Canada, US waste-water groups declare war on ‘flushable’ wipes

Municipalities claim they are flushing $250 million a year because of clogging issues.

OTTAWA — The pleas of Canadian waste-water officials to federal and provincial politicians for a crackdown on so-called flushable wipes are falling on deaf ears.

It’s a municipal problem, so the refrain goes, and so the Canadian Water and Waste-water Association is joining forces with its American counterpart, the Water Environment Federation, to take aim at the popular towelettes.

The wipes – billed as a cleaner alternative to toilet paper that’s perfectly OK to flush down the toilet – are giving many municipalities fits as they grapple with costly clogs.

Personal wipes are a $6-billion industry in North America, with experts predicting sales will soar by as much as 6% annually over the next five years. Canadian municipalities, however, say the wipes are costing ratepayers as much as $250 million a year.

In both the US and Canada, manufacturers voluntarily test products for flushability and insist their wipes pass with flying colours, but federal laws don’t require third-party assessment or verification.

Both the CWWA and its US sister organization are now pushing manufacturers to allow independent testing of their products, and to label them with more clarity. The CWWA is also exploring the creation of a Canadian standard for use of the term “flushable,” said Robert Haller, the association’s executive director.

“We have to move in conjunction with efforts in the US so that if we end up with an industry standard, we want it to be harmonized on both sides of the border,” Haller said.
“We don’t want our manufacturing sector having to make a different quality for Canada than the US. And it’s the same issue on both sides. It’s hundreds of millions of dollars being spent in municipalities to clear pipes, to repair grinders, and on increased maintenance costs.”

The Federation of Canadian Municipalities is also looking into flushable wipes.

“It’s an issue we consider a real problem,” a spokesman said. “We’re working with our member communities and we’ll be proposing recommendations some time early in the new year.”

In the face of growing public scrutiny about their products in Canada over the past few weeks, the Association of the Nonwoven Fabrics Industry _ known as INDA _ has reached out to Canadian municipalities, pledging to do more to help educate consumers on what can and cannot be flushed down the toilet.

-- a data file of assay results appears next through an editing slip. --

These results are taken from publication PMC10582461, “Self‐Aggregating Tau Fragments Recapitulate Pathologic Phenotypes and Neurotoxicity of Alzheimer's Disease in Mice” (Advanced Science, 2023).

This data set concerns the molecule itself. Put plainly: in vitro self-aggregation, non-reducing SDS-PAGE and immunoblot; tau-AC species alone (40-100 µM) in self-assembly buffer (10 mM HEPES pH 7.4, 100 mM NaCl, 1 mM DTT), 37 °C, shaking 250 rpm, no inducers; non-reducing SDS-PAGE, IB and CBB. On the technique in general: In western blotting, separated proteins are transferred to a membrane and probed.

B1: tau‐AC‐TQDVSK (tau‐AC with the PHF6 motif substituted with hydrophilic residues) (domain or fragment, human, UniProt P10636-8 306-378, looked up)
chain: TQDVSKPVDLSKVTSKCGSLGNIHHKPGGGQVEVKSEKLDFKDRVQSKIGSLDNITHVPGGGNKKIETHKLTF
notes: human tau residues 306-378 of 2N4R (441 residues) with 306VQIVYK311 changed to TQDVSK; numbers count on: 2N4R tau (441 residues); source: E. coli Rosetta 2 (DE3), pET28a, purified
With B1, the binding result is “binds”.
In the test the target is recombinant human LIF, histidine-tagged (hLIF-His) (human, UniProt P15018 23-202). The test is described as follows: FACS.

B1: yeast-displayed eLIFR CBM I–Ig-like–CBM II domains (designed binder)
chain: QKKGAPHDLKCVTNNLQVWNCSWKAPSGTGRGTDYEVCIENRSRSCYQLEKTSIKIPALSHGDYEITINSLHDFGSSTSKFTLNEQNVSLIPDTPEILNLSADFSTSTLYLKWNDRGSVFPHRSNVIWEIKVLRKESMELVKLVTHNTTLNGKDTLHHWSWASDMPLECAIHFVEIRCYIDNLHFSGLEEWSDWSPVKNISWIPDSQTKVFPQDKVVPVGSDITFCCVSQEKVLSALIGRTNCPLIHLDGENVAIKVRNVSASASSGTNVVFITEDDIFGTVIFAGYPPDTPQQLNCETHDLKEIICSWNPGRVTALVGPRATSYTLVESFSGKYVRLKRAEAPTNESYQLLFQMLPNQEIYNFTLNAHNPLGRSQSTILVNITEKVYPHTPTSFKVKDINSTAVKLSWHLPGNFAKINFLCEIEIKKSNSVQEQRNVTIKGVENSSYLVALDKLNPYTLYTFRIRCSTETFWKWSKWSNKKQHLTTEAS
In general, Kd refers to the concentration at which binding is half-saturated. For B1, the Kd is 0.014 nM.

While waste-water officials are currently drafting a rebuttal to INDE, which represents manufacturers like Kimberly-Clark and SC Johnson, they’re also pleased the group has finally made contact after years of silence in the face of complaints from Canadian municipalities.

“That’s a big step, and very encouraging, because for a long time they’d just completely ignore us,” said Paul Drca, the manager of environmental quality for the City of Windsor in southwestern Ontario.

Drca said Canadian municipalities and waste-water officials have two objectives – a federal flushability standard and a widespread public education campaign.

“How do you define flushable? If you put something in a toilet bowl and hit the handle and it goes down the toilet, some manufacturers would argue that’s flushable, but it’s not,” he said.

“Yeah, it was flushed, but it hasn’t disappeared. Some of the products labelled flushable simply do not disintegrate.”

An even bigger battle, Drca said, needs to be waged against public attitudes, particularly in the face of glitzy advertising campaigns that are convincing consumers that toilet paper is no longer sufficient to keep their nether regions fresh.

“We have found the enemy and he is us,” Drca said.

“It’s the citizens, the residents of the community that are using these products in droves. They have to be educated that these wipes do not go down the toilet – and it’s not just these wipes, it’s paper towel, feminine hygiene products, baby wipes, diapers. We have to get the message out – use them if you like, but do not flush them.”

© 2013 The Canadian Press